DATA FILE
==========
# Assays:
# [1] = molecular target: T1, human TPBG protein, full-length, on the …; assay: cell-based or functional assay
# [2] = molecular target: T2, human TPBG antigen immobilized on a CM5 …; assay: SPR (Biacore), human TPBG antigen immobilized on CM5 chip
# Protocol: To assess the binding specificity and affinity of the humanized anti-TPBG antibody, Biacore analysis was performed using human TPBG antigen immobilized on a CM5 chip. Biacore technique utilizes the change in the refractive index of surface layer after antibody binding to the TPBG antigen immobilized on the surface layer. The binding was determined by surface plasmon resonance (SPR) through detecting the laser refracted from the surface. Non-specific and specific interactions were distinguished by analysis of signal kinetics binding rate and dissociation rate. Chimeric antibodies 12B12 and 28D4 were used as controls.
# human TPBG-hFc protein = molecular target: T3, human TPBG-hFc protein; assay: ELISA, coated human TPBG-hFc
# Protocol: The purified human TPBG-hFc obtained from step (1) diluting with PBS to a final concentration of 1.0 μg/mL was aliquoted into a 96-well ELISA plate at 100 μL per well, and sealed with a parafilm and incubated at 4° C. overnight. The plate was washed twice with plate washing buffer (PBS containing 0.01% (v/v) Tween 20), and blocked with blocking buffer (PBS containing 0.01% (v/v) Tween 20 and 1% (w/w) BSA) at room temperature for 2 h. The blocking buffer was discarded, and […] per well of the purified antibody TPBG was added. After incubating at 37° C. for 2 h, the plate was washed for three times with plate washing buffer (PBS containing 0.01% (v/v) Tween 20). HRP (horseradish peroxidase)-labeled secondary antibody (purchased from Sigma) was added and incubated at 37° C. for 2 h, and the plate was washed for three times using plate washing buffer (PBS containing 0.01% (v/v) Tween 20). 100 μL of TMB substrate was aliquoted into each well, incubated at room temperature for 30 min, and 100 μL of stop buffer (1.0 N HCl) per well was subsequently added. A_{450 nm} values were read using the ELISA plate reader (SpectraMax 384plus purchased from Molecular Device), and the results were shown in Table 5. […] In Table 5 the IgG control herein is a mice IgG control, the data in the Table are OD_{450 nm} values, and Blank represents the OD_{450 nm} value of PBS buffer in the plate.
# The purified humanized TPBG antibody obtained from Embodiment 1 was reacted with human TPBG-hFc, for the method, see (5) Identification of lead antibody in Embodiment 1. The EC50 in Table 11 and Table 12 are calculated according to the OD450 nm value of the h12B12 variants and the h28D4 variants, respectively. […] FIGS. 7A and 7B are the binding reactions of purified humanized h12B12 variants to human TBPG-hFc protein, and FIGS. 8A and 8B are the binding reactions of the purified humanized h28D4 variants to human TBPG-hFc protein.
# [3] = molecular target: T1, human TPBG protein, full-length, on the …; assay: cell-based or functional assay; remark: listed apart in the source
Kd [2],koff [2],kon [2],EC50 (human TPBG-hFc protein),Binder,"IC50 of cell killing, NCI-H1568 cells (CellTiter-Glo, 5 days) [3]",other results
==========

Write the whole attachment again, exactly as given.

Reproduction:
# Assays:
# [1] = molecular target: T1, human TPBG protein, full-length, on the …; assay: cell-based or functional assay
# [2] = molecular target: T2, human TPBG antigen immobilized on a CM5 …; assay: SPR (Biacore), human TPBG antigen immobilized on CM5 chip
# Protocol: To assess the binding specificity and affinity of the humanized anti-TPBG antibody, Biacore analysis was performed using human TPBG antigen immobilized on a CM5 chip. Biacore technique utilizes the change in the refractive index of surface layer after antibody binding to the TPBG antigen immobilized on the surface layer. The binding was determined by surface plasmon resonance (SPR) through detecting the laser refracted from the surface. Non-specific and specific interactions were distinguished by analysis of signal kinetics binding rate and dissociation rate. Chimeric antibodies 12B12 and 28D4 were used as controls.
# human TPBG-hFc protein = molecular target: T3, human TPBG-hFc protein; assay: ELISA, coated human TPBG-hFc
# Protocol: The purified human TPBG-hFc obtained from step (1) diluting with PBS to a final concentration of 1.0 μg/mL was aliquoted into a 96-well ELISA plate at 100 μL per well, and sealed with a parafilm and incubated at 4° C. overnight. The plate was washed twice with plate washing buffer (PBS containing 0.01% (v/v) Tween 20), and blocked with blocking buffer (PBS containing 0.01% (v/v) Tween 20 and 1% (w/w) BSA) at room temperature for 2 h. The blocking buffer was discarded, and […] per well of the purified antibody TPBG was added. After incubating at 37° C. for 2 h, the plate was washed for three times with plate washing buffer (PBS containing 0.01% (v/v) Tween 20). HRP (horseradish peroxidase)-labeled secondary antibody (purchased from Sigma) was added and incubated at 37° C. for 2 h, and the plate was washed for three times using plate washing buffer (PBS containing 0.01% (v/v) Tween 20). 100 μL of TMB substrate was aliquoted into each well, incubated at room temperature for 30 min, and 100 μL of stop buffer (1.0 N HCl) per well was subsequently added. A_{450 nm} values were read using the ELISA plate reader (SpectraMax 384plus purchased from Molecular Device), and the results were shown in Table 5. […] In Table 5 the IgG control herein is a mice IgG control, the data in the Table are OD_{450 nm} values, and Blank represents the OD_{450 nm} value of PBS buffer in the plate.
# The purified humanized TPBG antibody obtained from Embodiment 1 was reacted with human TPBG-hFc, for the method, see (5) Identification of lead antibody in Embodiment 1. The EC50 in Table 11 and Table 12 are calculated according to the OD450 nm value of the h12B12 variants and the h28D4 variants, respectively. […] FIGS. 7A and 7B are the binding reactions of purified humanized h12B12 variants to human TBPG-hFc protein, and FIGS. 8A and 8B are the binding reactions of the purified humanized h28D4 variants to human TBPG-hFc protein.
# [3] = molecular target: T1, human TPBG protein, full-length, on the …; assay: cell-based or functional assay; remark: listed apart in the source
Kd [2],koff [2],kon [2],EC50 (human TPBG-hFc protein),Binder,"IC50 of cell killing, NCI-H1568 cells (CellTiter-Glo, 5 days) [3]",other results